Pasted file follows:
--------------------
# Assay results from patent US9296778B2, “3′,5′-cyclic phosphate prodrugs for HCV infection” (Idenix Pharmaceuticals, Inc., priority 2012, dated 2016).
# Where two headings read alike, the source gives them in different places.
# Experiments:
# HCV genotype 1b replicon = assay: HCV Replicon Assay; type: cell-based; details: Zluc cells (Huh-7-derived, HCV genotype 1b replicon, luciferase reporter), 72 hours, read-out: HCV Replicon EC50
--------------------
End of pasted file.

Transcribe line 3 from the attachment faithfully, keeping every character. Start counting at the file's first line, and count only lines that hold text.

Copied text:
# Experiments: